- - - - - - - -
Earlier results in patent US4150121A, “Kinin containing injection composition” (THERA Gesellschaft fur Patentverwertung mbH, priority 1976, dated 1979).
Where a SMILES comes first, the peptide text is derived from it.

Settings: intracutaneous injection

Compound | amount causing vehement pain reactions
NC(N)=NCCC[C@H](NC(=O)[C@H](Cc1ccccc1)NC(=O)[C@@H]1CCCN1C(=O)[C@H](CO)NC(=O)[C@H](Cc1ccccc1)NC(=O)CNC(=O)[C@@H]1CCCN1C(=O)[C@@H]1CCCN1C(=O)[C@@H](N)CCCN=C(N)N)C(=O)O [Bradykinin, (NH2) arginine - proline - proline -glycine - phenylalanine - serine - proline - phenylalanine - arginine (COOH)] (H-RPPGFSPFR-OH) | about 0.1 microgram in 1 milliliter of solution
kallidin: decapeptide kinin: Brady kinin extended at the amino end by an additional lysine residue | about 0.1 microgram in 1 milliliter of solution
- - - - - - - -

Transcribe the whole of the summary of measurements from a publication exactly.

Earlier results in patent US4150121A, “Kinin containing injection composition” (THERA Gesellschaft fur Patentverwertung mbH, priority 1976, dated 1979).
Where a SMILES comes first, the peptide text is derived from it.

Settings: intracutaneous injection

Compound | amount causing vehement pain reactions
NC(N)=NCCC[C@H](NC(=O)[C@H](Cc1ccccc1)NC(=O)[C@@H]1CCCN1C(=O)[C@H](CO)NC(=O)[C@H](Cc1ccccc1)NC(=O)CNC(=O)[C@@H]1CCCN1C(=O)[C@@H]1CCCN1C(=O)[C@@H](N)CCCN=C(N)N)C(=O)O [Bradykinin, (NH2) arginine - proline - proline -glycine - phenylalanine - serine - proline - phenylalanine - arginine (COOH)] (H-RPPGFSPFR-OH) | about 0.1 microgram in 1 milliliter of solution
kallidin: decapeptide kinin: Brady kinin extended at the amino end by an additional lysine residue | about 0.1 microgram in 1 milliliter of solution